Photographed by Hillary Schave
Attorney Cristina Bordé believes there are imprisoned Latinos serving time in Wisconsin for crimes they did not commit. And she wants to set them free.
To work toward that goal, Bordé, clinical instructor and supervising attorney for the Wisconsin Innocence Project, launched the Wisconsin Latino Exoneration Program. Housed at the University of Wisconsin Law School, the program provides legal assistance to Latino inmates in the state who have been wrongfully convicted and whose innocence can be shown by conducting DNA testing of the evidence.
Bordé, New York-born but primarily raised in her parents’ native Colombia, has a lengthy legal resume. After graduating from Harvard Law School, she worked as a staff attorney for the Ninth Circuit Court of Appeals in San Francisco. She then joined the Habeas Corpus Resource Center, where she worked for more than a decade helping provide California Death Row inmates legal representation.
“What is the right thing to do? That matters to me and it’s inherently interesting,” Bordé says of her motivations—and her findings.
As she perused statistics on the National Registry of Exonerations, a live compilation by several universities, she noticed that the number of white and African-American inmates exonerated from wrongful convictions matched or exceeded the percentage of those groups in prison. But Latinos accounted for only 12 percent of exonerees despite making up 22 percent of the imprisoned population.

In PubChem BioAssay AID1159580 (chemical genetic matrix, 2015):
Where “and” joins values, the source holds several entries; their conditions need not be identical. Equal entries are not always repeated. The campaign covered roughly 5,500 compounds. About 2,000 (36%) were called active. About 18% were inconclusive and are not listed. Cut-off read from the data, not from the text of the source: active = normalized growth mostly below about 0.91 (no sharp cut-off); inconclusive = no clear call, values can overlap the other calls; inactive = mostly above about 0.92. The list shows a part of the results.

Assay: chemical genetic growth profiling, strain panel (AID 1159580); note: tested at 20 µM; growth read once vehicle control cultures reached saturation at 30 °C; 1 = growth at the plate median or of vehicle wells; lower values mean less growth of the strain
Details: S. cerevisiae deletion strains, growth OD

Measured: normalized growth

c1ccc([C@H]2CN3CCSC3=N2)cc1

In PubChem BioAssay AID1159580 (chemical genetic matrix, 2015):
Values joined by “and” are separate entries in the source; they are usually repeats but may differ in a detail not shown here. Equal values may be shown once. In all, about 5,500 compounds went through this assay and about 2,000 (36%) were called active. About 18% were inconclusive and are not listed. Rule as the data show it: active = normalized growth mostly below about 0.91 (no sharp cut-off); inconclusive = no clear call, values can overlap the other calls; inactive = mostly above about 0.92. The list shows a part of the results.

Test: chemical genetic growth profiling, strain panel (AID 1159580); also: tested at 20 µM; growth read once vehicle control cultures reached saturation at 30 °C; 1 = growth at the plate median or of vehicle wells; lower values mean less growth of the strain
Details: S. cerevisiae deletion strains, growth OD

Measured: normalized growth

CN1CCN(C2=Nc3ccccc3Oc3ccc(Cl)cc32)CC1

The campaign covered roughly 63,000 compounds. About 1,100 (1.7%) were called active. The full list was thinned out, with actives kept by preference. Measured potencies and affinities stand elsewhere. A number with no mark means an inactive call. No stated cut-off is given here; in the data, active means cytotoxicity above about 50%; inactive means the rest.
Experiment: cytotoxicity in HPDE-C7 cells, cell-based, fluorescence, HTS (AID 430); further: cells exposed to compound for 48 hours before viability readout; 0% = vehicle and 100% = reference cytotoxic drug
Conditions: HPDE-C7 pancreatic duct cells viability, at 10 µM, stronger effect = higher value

“There must be a dearth of people providing the representation that’s needed,” Bordé thought at the time. That prompted her to seek a two-year, $633,000 federal Department of Justice grant to launch the Latino Exoneration Program. She’s seeking more funding in 2018.
Due to her experience working to represent California Death Row inmates, and importantly, her fluent bilingual skills, Latina heritage and cultural competence, Bordé is highly qualified to handle or direct others to work on Latinos’ exoneration cases.
Cultural competence in legal representation is important because an accused’s national origin, native language, personal background, and the subtle cultural references and word choices they exhibit in all phases of their criminal case may spell the difference between understanding and misunderstanding—and verdicts of innocence or guilt.
“They’ve been through the system with all these people who often haven’t understood them,” Bordé says.
For example, court reporters, who may only speak English, are transcribing an interpreter’s translation into English. That in itself may miss some subtle nuances of the language, like colloquialisms.
“There’s a number of well-studied wrongful convictions—perjury, false confessions, false evidence—in all cases that are likely to also be present in the cases with Latinos. And then there’s additional factors like interpretation [and] immigration problems that could lead them to be more at risk. And yet, they’re under-represented.”
The program’s attorneys and law students have identified a handful of Latinos’ cases to pursue from among the roughly 100 applications they received. Exoneration cases can take many years, Bordé says, so there’s no predicting when the program’s first case will be complete.
Wisconsin Innocence Project Supervising Attorney Maria de Arteaga has faith in Bordé’s dedication to follow through with work that ultimately hopes to bring reform to the criminal justice system and prevent wrongful convictions in the future.
“Cristina is a fearless advocate for her clients,” de Arteaga says. “Post-conviction defense work can feel like an uphill battle sometimes. Nonetheless, Cristina’s persistence and dedication to the cause is unwavering and inspiring.”
– Marni McEntee